Weaponization: This step generally involves building an exploit to target a known vulnerability, such as targeting a known, published vulnerability before a patch can be applied. But it can also involve targeting a zero-day vulnerability with a sophisticated ransomware or other malware-based infection, making detection much more difficult. Security systems need to include advanced threat protection (ATP) technologies, like sandboxing, to detect, analyze, and prevent newly created malware designed to bypass traditional security methods. And it requires consistent AV capabilities that can span network, endpoints, and clouds that have been tuned to the latest vendor and community threat intelligence. 

Delivery: The most common malware delivery mechanisms are still infected email and compromised web pages. Secure email gateway and web security solutions need to able to detect and block infected attachments, links, and websites. Credential theft prevention and active training of your workforce for phishing attacks will help reduce the attack surface even more. As highlighted, attacks increasingly occur as part of a larger attack strategy, so these security capabilities need to be employed consistently across networks, endpoints, and clouds.

Exploitation, installation, and communications: This is where the ability to orchestrate multiple technologies centered around the same dataset is the most critical. Once malware has managed to breach a target, its goal is to begin exploiting vulnerabilities to execute code on a target’s system, establish command and control communications, and then move laterally across the network. Technologies like IPS, AV, sandboxing, web and video filtering, C2, and DNS can all be used to break the attack sequence. The bigger question is, how fast can your sandbox analysis results be pushed to your AV, C2, and DNS technologies to stop a newly discovered attack? In addition, your SOC team can benefit from advanced technologies like Endpoint Detection and Response (EDR) and eXtended Detection and Response (XDR) tools to see and detect lateral movement across endpoints, networks, and clouds.  Advanced AI, deception, and SOAR are key to helping your teams detect and respond in time.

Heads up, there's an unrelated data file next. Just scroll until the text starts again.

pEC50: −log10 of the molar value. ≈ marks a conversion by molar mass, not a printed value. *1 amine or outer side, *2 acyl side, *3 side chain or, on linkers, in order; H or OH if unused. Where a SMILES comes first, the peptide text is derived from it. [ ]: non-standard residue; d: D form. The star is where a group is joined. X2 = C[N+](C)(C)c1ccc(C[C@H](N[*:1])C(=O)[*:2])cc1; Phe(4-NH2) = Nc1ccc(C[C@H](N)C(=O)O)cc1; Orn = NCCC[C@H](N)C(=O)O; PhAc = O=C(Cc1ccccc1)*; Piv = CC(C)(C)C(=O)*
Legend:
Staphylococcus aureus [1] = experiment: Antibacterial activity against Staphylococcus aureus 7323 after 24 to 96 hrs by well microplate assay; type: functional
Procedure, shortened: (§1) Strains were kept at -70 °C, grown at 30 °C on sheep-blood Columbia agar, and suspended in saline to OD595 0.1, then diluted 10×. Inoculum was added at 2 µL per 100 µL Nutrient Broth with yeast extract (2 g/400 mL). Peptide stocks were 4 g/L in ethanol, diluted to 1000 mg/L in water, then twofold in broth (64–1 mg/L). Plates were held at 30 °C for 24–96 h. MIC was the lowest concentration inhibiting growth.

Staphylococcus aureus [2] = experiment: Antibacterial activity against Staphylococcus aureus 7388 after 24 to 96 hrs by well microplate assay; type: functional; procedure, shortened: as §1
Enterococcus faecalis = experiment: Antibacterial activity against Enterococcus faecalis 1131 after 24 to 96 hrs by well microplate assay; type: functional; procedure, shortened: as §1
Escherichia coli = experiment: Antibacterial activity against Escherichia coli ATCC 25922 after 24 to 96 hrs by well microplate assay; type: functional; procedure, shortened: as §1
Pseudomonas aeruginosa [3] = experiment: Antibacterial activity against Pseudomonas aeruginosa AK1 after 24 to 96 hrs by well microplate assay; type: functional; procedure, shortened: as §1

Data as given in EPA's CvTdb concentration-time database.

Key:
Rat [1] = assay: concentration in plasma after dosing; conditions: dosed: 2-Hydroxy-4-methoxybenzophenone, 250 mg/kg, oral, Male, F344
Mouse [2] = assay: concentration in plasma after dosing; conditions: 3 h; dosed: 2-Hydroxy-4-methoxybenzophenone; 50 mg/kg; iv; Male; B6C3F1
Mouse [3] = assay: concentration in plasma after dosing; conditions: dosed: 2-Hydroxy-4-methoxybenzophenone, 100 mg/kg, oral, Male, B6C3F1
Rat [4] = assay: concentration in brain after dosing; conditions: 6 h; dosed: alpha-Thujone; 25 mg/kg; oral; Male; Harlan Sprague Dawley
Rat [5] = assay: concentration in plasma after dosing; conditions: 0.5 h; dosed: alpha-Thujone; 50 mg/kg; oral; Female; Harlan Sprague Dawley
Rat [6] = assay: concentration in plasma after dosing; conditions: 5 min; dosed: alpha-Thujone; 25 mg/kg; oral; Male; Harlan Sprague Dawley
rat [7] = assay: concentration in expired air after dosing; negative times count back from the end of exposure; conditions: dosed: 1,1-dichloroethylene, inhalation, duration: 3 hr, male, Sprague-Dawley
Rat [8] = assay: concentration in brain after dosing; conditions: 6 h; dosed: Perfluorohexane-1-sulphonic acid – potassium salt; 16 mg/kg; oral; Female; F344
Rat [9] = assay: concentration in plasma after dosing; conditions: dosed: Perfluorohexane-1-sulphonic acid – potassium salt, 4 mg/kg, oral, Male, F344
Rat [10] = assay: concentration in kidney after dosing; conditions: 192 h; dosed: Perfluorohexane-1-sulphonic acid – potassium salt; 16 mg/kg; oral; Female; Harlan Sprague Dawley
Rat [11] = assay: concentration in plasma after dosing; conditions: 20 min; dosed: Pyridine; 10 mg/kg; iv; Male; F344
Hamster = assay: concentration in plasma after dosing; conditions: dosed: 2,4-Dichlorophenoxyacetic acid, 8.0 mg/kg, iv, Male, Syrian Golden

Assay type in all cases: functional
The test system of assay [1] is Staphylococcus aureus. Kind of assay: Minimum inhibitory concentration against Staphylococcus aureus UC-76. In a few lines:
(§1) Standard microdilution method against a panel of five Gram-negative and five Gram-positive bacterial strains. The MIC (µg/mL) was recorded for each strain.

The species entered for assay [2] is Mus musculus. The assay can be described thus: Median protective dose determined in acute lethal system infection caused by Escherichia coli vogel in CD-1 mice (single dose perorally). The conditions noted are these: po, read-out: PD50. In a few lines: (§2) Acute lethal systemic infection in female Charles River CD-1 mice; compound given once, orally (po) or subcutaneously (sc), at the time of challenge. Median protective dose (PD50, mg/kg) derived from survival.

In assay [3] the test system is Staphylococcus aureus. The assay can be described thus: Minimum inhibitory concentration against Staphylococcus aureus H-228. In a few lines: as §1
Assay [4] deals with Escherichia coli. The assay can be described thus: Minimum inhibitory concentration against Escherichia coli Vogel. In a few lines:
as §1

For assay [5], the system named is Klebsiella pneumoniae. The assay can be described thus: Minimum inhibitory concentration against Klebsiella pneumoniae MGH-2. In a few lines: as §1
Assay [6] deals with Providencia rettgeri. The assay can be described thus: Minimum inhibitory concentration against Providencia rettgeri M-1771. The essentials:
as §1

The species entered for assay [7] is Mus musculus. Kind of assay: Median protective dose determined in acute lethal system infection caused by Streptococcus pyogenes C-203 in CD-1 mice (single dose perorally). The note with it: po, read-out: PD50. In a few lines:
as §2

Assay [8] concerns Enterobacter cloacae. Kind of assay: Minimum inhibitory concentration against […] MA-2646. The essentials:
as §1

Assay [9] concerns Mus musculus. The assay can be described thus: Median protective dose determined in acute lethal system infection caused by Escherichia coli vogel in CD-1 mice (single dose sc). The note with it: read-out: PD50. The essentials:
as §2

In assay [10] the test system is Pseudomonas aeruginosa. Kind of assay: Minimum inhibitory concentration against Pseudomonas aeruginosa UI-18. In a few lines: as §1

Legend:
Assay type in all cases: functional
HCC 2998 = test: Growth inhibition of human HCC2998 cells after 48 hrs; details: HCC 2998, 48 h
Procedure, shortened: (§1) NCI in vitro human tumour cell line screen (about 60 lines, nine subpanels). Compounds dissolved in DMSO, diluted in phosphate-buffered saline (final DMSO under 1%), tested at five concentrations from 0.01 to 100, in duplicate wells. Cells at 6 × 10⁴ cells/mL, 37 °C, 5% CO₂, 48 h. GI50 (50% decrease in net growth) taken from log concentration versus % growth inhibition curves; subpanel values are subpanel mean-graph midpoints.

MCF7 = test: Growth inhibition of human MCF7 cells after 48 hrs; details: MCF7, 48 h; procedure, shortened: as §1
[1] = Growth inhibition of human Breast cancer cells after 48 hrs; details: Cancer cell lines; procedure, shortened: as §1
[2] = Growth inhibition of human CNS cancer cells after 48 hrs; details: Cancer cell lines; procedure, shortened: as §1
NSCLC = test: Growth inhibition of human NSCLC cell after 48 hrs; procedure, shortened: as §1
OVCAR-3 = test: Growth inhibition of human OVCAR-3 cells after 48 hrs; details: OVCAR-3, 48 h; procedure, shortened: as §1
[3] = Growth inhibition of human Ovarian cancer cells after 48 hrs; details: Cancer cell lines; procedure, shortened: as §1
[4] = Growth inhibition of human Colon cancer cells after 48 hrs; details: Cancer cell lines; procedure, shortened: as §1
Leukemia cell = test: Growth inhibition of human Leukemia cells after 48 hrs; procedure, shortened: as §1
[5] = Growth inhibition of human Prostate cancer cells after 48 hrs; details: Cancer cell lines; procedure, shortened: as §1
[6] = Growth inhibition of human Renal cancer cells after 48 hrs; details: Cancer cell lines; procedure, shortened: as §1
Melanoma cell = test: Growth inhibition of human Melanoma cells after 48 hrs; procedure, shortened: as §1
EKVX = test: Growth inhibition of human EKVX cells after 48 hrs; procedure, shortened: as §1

Spreading and Exfiltration: Once in, an attacker looks to establish a beachhead, spread laterally across the network, identify valuable data, and begin exfiltration. This step may be automated or it may involve direct action from an intruder who is actively directing an attack or targeting systems. Solutions such as behavioral analytics can help detect unauthorized actions, and deception technologies can be used to confuse attackers and force them to trip alarms, thereby eliminating their ability to dwell inside a network for an extended period of time. 

Why so many security strategies are ineffective

The challenge with most security strategies is, first, they are only able to recognize and respond to a handful of the steps in an attack chain because solutions either operate in isolation or only have access to a limited data set. Second, many of the security events described above were also designed to evade detection. They do this by either operating below the radar, so they don’t trigger an alarm, or by coming at a network using multiple vectors to either confuse disjointed security systems, create distractions so the actual attack is obfuscated, or slip past defenses unnoticed (and reassemble once on the inside) because each attack element on its own seems to be benign.